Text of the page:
A task force began in October 2018 following the announcing of the closure of Mercy Hospital Fort Scott.
That task force has been meeting weekly since, to work on issues regarding the need for emergency medical services following the closure of Mercy.
“There is a statute that counties are to provide EMS services,” Dave Bruner, a member of the task force said.
“What is in concrete at this point is that the county and the city have signed a contract to provide a service for a year,” Bruner said.
Since both the City of Fort Scott and Bourbon County Commission had already set their budget for 2019 prior to the announcement of Mercy closing, it put them in an uncertain financial position to provide those emergency medical services.
“We said ‘let’s put this together and after a year, look at the contract’,” Bruner said.
“When Mercy announced the closure, they have to give 180 days notice,” Bruner said. “So April 1 is when we will be fully Bourbon County EMS.”
“In the meantime from Jan. 1 to April 1, there will be a change of labels on the ambulances,” he said. “Mercy is obligated until April 1. They will still be employees of Mercy.”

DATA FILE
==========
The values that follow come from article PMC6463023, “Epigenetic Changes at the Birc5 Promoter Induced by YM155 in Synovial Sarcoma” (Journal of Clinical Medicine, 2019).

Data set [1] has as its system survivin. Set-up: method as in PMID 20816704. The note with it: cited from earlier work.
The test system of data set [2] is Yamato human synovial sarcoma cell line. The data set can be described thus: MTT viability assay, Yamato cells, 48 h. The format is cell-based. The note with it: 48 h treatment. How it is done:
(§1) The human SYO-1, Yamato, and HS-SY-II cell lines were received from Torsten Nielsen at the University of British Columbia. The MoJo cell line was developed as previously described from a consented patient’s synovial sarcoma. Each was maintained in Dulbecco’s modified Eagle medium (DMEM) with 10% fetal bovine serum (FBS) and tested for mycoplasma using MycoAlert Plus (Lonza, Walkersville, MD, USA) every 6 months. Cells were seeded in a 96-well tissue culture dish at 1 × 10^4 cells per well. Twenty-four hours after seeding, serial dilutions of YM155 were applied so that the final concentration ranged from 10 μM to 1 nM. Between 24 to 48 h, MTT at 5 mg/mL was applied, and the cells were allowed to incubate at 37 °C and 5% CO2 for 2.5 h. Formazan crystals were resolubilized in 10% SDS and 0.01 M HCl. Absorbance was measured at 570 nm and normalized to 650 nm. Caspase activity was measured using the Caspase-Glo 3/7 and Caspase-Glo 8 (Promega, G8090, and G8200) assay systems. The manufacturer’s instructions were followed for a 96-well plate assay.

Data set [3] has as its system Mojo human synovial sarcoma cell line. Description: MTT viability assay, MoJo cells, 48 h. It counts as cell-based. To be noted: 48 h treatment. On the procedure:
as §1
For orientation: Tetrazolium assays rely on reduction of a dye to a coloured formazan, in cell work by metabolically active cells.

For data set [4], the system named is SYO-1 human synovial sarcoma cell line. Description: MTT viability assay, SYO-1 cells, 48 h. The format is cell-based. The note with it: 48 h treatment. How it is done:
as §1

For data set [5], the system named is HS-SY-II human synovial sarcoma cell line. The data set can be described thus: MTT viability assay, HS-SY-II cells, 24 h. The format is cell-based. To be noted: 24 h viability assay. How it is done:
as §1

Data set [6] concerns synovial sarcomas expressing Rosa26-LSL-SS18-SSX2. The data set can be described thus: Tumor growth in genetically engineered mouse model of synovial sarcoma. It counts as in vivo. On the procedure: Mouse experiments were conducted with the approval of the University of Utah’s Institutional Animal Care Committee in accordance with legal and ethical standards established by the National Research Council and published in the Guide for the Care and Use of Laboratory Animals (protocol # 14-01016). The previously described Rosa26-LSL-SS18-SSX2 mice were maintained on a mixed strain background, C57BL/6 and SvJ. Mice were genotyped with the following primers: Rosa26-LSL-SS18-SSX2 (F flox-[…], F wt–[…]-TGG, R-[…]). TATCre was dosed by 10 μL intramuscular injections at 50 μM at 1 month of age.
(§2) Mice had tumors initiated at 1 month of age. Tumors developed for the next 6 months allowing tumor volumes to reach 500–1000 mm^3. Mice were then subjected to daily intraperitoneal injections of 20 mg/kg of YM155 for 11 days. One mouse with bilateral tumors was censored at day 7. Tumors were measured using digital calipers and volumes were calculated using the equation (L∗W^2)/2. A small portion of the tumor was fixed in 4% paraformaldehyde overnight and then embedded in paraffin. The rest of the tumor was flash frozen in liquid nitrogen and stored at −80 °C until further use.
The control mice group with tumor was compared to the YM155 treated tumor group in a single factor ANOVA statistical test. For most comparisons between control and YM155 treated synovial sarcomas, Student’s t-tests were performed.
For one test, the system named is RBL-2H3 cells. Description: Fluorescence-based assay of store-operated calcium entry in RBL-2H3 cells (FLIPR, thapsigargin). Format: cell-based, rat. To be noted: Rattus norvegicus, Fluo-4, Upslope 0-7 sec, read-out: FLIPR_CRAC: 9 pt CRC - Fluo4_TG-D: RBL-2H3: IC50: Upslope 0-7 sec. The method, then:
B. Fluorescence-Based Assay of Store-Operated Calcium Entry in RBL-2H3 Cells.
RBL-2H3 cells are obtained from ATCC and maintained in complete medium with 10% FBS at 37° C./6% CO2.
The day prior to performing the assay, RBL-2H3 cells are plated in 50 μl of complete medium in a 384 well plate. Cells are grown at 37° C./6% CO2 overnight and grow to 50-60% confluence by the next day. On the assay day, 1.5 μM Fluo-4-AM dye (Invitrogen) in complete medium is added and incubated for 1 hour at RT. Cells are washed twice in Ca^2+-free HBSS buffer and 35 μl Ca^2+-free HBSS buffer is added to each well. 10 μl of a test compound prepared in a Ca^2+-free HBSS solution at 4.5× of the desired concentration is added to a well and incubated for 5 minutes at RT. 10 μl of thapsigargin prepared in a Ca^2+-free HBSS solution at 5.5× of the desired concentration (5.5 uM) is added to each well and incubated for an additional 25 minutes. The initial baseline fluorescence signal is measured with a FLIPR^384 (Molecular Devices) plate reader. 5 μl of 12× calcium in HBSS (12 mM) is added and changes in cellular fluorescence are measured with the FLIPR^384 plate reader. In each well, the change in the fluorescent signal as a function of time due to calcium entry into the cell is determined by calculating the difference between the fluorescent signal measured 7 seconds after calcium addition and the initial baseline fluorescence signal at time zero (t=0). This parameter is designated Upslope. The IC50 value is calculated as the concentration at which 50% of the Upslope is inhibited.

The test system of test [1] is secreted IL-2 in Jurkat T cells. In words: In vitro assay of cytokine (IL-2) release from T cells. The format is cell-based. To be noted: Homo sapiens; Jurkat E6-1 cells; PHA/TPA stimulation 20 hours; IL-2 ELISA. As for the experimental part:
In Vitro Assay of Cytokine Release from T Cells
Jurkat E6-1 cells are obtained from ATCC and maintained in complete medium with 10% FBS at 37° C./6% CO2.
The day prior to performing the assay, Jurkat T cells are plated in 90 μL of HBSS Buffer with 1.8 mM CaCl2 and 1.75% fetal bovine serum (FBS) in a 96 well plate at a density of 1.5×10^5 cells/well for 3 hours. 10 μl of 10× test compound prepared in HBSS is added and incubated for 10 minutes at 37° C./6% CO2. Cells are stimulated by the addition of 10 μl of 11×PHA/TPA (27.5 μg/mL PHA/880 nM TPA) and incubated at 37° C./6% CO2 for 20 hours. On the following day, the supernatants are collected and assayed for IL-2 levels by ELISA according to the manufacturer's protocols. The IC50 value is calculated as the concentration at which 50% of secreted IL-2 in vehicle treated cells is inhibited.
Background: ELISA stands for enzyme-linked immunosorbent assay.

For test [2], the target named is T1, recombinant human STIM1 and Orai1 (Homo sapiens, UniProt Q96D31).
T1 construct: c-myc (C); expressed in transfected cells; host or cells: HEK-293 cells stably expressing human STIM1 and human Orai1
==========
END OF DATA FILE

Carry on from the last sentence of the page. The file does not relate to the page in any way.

There are currently six full-time employees and 16 part-time employees of Mercy EMS.
“We are going to do our best to retain all of them,” Bruner said. “The city will run the day to day operations of the service-the staffing of ambulances and dispatch.”
The county will pay a subsidy to the city and handle the billing.
“There is a goal to establish a third-party entity to do the billing for the county,” Bruner said.
“The first responders (in emergency situations) in the small towns will continue to be local volunteer fire departments and EMT’s,” he said.
This provides help until the ambulance can arrive on sight of the emergency.
“The goal is to keep the same familiar faces,” Bruner said. “The only thing that will change will be the names on the ambulance and the uniforms.”
“My goal is to give the EMS a place to call their own facility,” he said
Currently, the task force is in negotiations.
“We don’t have a list of what Mercy is donating yet,” Justin Meeks, Bourbon County Legal Counselor said.
“We hope donations will be finalized by Dec. 18,” Meeks said.
Under discussion in negotiations are vehicles, equipment and facilities.
The task force is comprised of Nick Ruhl, Meeks, Jody Hoener from the county; Dave Martin, Bruner, Robert Uhler, Paul Ballou, Rhonda Dunn and Deb Needleman from the city; and Christi Keating from Mercy.
3 thoughts on “Ambulance Service For Bourbon County”
So where exactly is this ambulance service going to bring patients, to a closed hospital???
Then both City and County needs to start looking at budget cuts.
City and County are some of the highest paying jobs around, doubt you’ll see any cuts in either one of them……..but pugs could fly